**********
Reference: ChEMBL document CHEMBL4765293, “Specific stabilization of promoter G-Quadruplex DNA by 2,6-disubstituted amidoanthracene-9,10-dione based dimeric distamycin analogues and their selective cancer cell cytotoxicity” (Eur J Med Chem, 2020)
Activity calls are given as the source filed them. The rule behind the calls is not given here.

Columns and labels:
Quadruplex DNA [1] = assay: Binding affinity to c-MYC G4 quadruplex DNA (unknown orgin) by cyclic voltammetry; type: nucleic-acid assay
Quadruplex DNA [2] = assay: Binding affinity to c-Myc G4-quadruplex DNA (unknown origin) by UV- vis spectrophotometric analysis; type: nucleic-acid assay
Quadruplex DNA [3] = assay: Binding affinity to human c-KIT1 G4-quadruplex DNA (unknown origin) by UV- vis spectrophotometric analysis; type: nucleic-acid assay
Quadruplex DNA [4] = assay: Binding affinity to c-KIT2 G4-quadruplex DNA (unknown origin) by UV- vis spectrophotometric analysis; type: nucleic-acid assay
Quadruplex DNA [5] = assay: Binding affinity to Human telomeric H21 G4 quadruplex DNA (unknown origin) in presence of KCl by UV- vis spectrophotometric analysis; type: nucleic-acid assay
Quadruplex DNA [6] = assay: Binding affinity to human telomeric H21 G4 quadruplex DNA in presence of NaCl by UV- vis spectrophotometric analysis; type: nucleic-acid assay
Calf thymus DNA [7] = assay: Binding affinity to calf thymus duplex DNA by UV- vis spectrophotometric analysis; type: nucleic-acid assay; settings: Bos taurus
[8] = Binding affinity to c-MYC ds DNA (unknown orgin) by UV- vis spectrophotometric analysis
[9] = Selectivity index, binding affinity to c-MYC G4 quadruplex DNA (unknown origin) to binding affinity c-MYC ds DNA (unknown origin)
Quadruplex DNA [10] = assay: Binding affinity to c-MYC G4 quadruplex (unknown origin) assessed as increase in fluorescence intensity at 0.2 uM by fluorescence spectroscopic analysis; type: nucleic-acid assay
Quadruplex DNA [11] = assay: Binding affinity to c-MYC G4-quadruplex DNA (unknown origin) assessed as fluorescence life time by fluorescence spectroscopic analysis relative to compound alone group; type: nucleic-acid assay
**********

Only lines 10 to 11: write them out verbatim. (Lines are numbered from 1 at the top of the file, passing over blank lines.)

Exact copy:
Calf thymus DNA [7] = assay: Binding affinity to calf thymus duplex DNA by UV- vis spectrophotometric analysis; type: nucleic-acid assay; settings: Bos taurus
[8] = Binding affinity to c-MYC ds DNA (unknown orgin) by UV- vis spectrophotometric analysis